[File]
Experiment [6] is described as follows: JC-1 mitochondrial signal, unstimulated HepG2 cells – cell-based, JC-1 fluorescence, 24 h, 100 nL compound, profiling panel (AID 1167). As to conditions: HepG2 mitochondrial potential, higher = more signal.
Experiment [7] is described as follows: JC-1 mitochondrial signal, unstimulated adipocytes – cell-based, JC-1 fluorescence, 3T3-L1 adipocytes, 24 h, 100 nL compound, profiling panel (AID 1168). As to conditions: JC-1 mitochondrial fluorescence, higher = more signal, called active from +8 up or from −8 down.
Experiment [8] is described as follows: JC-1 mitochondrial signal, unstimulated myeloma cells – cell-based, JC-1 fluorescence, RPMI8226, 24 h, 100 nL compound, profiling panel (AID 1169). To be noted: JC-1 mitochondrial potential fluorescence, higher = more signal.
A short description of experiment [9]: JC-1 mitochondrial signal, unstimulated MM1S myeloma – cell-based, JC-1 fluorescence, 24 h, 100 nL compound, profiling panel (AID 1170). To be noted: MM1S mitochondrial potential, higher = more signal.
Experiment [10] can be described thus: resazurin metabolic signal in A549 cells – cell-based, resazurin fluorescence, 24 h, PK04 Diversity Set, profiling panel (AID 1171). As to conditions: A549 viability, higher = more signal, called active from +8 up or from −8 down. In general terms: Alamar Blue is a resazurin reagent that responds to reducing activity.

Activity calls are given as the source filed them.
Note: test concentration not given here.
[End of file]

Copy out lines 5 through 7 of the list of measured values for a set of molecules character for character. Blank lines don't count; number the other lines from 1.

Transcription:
Experiment [10] can be described thus: resazurin metabolic signal in A549 cells – cell-based, resazurin fluorescence, 24 h, PK04 Diversity Set, profiling panel (AID 1171). As to conditions: A549 viability, higher = more signal, called active from +8 up or from −8 down. In general terms: Alamar Blue is a resazurin reagent that responds to reducing activity.

Activity calls are given as the source filed them.
Note: test concentration not given here.